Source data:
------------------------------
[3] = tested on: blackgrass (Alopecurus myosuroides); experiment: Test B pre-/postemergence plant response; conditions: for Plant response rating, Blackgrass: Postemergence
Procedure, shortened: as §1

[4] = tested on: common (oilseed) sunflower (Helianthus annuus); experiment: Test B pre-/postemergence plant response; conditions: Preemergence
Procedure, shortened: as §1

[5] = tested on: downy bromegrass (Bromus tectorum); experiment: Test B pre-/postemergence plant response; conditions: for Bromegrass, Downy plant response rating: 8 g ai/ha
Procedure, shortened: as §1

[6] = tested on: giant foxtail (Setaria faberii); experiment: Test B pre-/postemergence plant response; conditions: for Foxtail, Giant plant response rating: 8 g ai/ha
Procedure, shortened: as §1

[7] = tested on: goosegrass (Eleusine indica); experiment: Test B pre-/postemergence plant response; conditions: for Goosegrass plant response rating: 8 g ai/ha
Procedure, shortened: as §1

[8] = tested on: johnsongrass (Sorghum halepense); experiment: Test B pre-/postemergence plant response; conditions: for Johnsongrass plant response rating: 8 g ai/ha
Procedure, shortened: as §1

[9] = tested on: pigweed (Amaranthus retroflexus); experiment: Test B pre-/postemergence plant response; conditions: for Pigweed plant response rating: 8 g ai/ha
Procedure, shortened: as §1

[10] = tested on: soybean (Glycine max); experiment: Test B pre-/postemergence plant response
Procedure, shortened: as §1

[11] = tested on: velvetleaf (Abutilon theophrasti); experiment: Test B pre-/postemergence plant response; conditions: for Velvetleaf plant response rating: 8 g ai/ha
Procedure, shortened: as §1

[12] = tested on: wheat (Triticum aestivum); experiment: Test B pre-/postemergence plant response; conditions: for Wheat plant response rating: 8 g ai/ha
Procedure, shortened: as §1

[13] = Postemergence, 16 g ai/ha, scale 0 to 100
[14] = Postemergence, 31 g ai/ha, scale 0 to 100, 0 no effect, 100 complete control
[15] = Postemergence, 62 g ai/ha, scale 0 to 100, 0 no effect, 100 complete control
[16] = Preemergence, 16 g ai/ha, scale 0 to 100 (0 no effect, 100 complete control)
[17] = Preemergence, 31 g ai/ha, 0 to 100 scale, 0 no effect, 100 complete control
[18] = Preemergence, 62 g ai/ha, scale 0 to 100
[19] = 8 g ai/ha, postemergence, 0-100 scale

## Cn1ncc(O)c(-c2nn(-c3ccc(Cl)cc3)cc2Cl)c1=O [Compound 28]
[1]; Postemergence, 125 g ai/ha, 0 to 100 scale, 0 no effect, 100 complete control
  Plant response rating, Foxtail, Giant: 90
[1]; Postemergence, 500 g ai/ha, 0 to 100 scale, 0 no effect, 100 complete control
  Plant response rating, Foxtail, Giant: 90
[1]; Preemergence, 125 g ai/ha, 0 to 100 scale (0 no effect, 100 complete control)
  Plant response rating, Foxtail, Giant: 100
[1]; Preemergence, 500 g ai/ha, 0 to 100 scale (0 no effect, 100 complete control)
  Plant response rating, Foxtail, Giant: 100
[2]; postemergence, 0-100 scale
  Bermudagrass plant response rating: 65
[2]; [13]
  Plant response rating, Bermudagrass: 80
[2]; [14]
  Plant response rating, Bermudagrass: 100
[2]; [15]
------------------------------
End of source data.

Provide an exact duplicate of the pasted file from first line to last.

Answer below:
[3] = tested on: blackgrass (Alopecurus myosuroides); experiment: Test B pre-/postemergence plant response; conditions: for Plant response rating, Blackgrass: Postemergence
Procedure, shortened: as §1

[4] = tested on: common (oilseed) sunflower (Helianthus annuus); experiment: Test B pre-/postemergence plant response; conditions: Preemergence
Procedure, shortened: as §1

[5] = tested on: downy bromegrass (Bromus tectorum); experiment: Test B pre-/postemergence plant response; conditions: for Bromegrass, Downy plant response rating: 8 g ai/ha
Procedure, shortened: as §1

[6] = tested on: giant foxtail (Setaria faberii); experiment: Test B pre-/postemergence plant response; conditions: for Foxtail, Giant plant response rating: 8 g ai/ha
Procedure, shortened: as §1

[7] = tested on: goosegrass (Eleusine indica); experiment: Test B pre-/postemergence plant response; conditions: for Goosegrass plant response rating: 8 g ai/ha
Procedure, shortened: as §1

[8] = tested on: johnsongrass (Sorghum halepense); experiment: Test B pre-/postemergence plant response; conditions: for Johnsongrass plant response rating: 8 g ai/ha
Procedure, shortened: as §1

[9] = tested on: pigweed (Amaranthus retroflexus); experiment: Test B pre-/postemergence plant response; conditions: for Pigweed plant response rating: 8 g ai/ha
Procedure, shortened: as §1

[10] = tested on: soybean (Glycine max); experiment: Test B pre-/postemergence plant response
Procedure, shortened: as §1

[11] = tested on: velvetleaf (Abutilon theophrasti); experiment: Test B pre-/postemergence plant response; conditions: for Velvetleaf plant response rating: 8 g ai/ha
Procedure, shortened: as §1

[12] = tested on: wheat (Triticum aestivum); experiment: Test B pre-/postemergence plant response; conditions: for Wheat plant response rating: 8 g ai/ha
Procedure, shortened: as §1

[13] = Postemergence, 16 g ai/ha, scale 0 to 100
[14] = Postemergence, 31 g ai/ha, scale 0 to 100, 0 no effect, 100 complete control
[15] = Postemergence, 62 g ai/ha, scale 0 to 100, 0 no effect, 100 complete control
[16] = Preemergence, 16 g ai/ha, scale 0 to 100 (0 no effect, 100 complete control)
[17] = Preemergence, 31 g ai/ha, 0 to 100 scale, 0 no effect, 100 complete control
[18] = Preemergence, 62 g ai/ha, scale 0 to 100
[19] = 8 g ai/ha, postemergence, 0-100 scale

## Cn1ncc(O)c(-c2nn(-c3ccc(Cl)cc3)cc2Cl)c1=O [Compound 28]
[1]; Postemergence, 125 g ai/ha, 0 to 100 scale, 0 no effect, 100 complete control
  Plant response rating, Foxtail, Giant: 90
[1]; Postemergence, 500 g ai/ha, 0 to 100 scale, 0 no effect, 100 complete control
  Plant response rating, Foxtail, Giant: 90
[1]; Preemergence, 125 g ai/ha, 0 to 100 scale (0 no effect, 100 complete control)
  Plant response rating, Foxtail, Giant: 100
[1]; Preemergence, 500 g ai/ha, 0 to 100 scale (0 no effect, 100 complete control)
  Plant response rating, Foxtail, Giant: 100
[2]; postemergence, 0-100 scale
  Bermudagrass plant response rating: 65
[2]; [13]
  Plant response rating, Bermudagrass: 80
[2]; [14]
  Plant response rating, Bermudagrass: 100
[2]; [15]